Translational Therapeutics

miR-4711-5p regulates cancer stemness and cell cycle progression via KLF5, MDM2 and TFDP1 in colon cancer cells

Abstract

Background

It is important to establish cancer stem cell (CSC)-targeted therapies to eradicate cancer. As it is a CSC marker, we focused on Kruppel-like factor 5 (KLF5) in this study.

Methods

We searched for candidate microRNAs (miRNAs) that inhibited KLF5 expression by in silico analyses and screened them in colon cancer cell lines.

Results

We identified one promising miRNA, miR-4711-5p, that downregulated KLF5 expression by direct binding. This miRNA suppressed cell proliferation, migration and invasion ability, as well as stemness, including decreased stem cell marker expression, reactive oxygen species activity and sphere formation ability. MiR-4711-5p inhibited the growth of DLD-1 xenografts in nude mice with no adverse effects. We found that miR-4711-5p provoked G1 arrest, which could be attributed to direct binding of miR-4711-5p to TFDP1 (a heterodimeric partner of the E2F family). Our findings also suggested that direct binding of miR-4711-5p to MDM2 could upregulate wild-type p53, leading to strong induction of apoptosis. Finally, we found that miR-4711-5p had a potent tumour-suppressive effect compared with a putative anti-oncomiR, miR-34a, in tumour cell cultures derived from five patients with colorectal cancer.

Conclusions

Our data suggest that miR-4711-5p could be a promising target for CSC therapy.

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Fig. 1: Identification of the KLF5-targeting miRNA miR-4711-5p.
Fig. 2: In CRC cell lines, miR-4711-5p exerted various anti-tumour effects.
Fig. 3: MiR-4711-5p suppressed the stemness of DLD-1 and HCT116 cells.
Fig. 4: MiR-4711-5p inhibited the G1-to-S phase transition in the cell cycle.
Fig. 5: Anti-tumour effects and safety in vivo. Systemic administration of formulated sCA-miR-4711-5p inhibited tumour growth.
Fig. 6: Anti-tumour effects in CRC cell lines and patient-derived tumor cells.

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Acknowledgements

We acknowledge the core NGS facility of the Genome Information Research Centre of Osaka University for their support in IPA and data analysis.

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Authors

Contributions

Conception and design: Y.M., M.M., Y.D., H.Y. Development of methodology: Y.M., T.M., X.W., H.Y. Acquisition of data: A.I., T.M., X.W., Y.Y., T.H., H.H., Y.Q., J.W., N.M., H.T., N.H., C.M., H.Y. Analysis and interpretation of data (e.g. statistical analysis, biostatistics and computational analysis): Y.M., D.O., M.M., Y.D., H.Y. Writing, review and/or revision of the manuscript: Y.M., T.M., Y.Y., H.H., H.T., H.Y. Administrative, technical or material support: Y.M., T.M., C.M., M.M., Y.D., H.Y. Study supervision: Y.M., T.M., M.M., Y.D., H.Y.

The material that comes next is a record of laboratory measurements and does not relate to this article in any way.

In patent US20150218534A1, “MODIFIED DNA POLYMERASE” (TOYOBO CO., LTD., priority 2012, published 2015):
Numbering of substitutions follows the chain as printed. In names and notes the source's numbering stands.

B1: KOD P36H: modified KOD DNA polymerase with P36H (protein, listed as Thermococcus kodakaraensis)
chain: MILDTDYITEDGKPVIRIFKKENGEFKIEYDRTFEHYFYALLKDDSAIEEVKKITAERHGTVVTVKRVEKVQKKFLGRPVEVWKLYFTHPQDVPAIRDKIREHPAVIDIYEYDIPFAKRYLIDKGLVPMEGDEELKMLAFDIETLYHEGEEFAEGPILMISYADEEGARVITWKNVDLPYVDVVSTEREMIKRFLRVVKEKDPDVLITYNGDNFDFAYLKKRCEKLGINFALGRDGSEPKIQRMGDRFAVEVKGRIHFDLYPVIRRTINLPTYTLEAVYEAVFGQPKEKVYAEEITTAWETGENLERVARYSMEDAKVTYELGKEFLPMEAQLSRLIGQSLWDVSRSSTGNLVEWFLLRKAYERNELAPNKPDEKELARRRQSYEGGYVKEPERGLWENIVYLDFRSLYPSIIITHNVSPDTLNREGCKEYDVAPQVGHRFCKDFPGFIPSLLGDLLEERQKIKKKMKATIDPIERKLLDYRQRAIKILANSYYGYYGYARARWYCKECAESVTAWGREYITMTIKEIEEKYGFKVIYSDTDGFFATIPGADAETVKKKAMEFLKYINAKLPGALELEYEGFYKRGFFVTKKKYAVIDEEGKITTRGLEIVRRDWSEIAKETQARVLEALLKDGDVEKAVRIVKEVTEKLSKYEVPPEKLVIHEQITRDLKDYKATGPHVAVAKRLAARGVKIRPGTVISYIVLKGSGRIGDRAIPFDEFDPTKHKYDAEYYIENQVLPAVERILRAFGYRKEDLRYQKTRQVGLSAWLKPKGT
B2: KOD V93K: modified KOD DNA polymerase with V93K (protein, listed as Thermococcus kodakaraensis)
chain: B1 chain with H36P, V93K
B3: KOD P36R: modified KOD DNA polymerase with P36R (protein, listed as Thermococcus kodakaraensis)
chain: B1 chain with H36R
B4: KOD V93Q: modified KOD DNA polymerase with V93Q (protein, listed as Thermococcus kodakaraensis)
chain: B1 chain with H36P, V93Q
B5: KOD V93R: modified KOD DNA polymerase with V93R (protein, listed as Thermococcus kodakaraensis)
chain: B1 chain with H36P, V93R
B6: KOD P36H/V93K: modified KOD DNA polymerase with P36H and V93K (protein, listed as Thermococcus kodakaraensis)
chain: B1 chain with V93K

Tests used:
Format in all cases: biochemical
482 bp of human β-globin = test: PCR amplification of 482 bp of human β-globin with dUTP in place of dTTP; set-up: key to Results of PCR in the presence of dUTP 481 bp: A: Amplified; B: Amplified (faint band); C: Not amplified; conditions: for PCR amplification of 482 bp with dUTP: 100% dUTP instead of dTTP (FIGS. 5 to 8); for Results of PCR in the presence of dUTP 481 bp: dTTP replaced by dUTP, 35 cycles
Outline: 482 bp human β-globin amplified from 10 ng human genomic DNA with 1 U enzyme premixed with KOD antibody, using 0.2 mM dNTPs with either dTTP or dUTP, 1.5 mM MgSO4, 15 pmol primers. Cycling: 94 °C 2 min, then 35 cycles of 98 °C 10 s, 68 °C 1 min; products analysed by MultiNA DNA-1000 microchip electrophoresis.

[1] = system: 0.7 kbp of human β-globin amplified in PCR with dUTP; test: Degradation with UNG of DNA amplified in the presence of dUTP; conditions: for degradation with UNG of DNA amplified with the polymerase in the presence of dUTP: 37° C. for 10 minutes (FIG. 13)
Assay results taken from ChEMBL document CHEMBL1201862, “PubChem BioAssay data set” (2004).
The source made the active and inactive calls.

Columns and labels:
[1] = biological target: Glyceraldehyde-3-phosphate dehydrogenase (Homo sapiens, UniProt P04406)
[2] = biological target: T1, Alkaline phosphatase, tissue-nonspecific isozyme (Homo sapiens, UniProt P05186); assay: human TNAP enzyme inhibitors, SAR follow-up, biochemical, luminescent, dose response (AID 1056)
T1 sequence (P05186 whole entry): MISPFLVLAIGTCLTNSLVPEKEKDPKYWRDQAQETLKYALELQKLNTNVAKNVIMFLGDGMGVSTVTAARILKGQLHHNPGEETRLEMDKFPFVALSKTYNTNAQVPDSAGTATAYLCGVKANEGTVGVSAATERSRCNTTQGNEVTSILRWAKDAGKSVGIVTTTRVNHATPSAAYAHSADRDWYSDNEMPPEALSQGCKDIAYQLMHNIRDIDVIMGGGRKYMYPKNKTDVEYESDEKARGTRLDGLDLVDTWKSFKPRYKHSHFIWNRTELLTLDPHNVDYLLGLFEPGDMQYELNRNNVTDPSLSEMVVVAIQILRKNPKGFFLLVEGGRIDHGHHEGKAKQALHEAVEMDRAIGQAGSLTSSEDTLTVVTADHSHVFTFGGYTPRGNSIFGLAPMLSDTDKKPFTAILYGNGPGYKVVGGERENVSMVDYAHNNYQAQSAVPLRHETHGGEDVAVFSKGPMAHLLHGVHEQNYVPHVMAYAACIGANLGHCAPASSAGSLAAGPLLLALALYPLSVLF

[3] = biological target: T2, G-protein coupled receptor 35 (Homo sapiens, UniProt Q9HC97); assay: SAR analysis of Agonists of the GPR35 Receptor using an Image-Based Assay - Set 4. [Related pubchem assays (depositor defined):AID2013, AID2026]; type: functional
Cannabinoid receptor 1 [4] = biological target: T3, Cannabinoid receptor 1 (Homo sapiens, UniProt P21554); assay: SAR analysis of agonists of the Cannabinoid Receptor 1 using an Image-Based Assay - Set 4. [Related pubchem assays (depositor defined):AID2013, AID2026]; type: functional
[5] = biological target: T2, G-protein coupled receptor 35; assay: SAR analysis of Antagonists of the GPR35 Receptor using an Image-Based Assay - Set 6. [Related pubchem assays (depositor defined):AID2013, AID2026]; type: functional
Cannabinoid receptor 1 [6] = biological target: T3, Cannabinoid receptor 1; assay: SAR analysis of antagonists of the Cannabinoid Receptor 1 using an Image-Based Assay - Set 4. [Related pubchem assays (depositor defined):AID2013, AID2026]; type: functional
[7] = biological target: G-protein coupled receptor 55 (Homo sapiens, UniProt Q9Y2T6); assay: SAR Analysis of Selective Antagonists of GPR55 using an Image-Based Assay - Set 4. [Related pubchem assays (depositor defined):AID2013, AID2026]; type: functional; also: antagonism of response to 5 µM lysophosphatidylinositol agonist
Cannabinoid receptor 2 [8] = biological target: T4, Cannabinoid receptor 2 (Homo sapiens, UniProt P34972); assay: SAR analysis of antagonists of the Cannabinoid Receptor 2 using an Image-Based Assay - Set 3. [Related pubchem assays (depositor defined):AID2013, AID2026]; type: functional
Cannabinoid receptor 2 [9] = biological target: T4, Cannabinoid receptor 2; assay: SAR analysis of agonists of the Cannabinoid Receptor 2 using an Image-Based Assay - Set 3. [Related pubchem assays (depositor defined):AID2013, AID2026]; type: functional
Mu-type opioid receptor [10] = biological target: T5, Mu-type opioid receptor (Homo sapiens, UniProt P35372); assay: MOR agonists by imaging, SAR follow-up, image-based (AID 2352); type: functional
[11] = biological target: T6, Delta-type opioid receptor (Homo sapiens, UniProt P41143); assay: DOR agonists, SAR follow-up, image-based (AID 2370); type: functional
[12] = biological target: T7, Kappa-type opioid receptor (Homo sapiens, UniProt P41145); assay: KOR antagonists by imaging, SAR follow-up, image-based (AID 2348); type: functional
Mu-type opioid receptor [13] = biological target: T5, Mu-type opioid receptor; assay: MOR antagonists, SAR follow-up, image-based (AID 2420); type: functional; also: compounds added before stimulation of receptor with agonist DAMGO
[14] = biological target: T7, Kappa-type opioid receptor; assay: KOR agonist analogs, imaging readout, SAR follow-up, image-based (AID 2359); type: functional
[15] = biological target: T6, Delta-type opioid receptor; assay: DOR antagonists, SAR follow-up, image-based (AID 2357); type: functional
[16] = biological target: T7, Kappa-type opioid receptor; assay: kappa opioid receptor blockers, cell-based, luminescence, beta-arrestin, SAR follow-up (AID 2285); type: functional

Corresponding author

Correspondence to Hirofumi Yamamoto.

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Ethics approval and consent to participate

All animal experiments were performed in accordance with currently prescribed guidelines and followed a protocol approved by Osaka University. This study was performed in accordance with the Declaration of Helsinki. Written informed consent was obtained from all patients, and the study was approved by the Ethics Board of Osaka University Hospital.

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Informed consent was obtained from all patients for publication of this article.

Data availability

The expression levels of miR-4711-5p and other miRNAs referred to in this study (Supplementary Fig. S6) are available on the Tissue Atlas website (https://ccb-web.cs.uni-saarland.de/tissueatlas/). The expression levels of KLF5 referred to in this study (Supplementary Fig. S1) are available on the Human Protein Atlas website (https://www.proteinatlas.org/). All the other data of the study can be found with the corresponding author.

Competing interests

The authors declare no competing interests.

Funding information

This work was supported by a grant from Kagoshima Shinsangyo Sousei Investment Limited Partnership (its general partner is Kagoshima Development Co., Ltd).

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Morimoto, Y., Mizushima, T., Wu, X. et al. miR-4711-5p regulates cancer stemness and cell cycle progression via KLF5, MDM2 and TFDP1 in colon cancer cells. Br J Cancer 122, 1037–1049 (2020). https://doi.org/10.1038/s41416-020-0758-1

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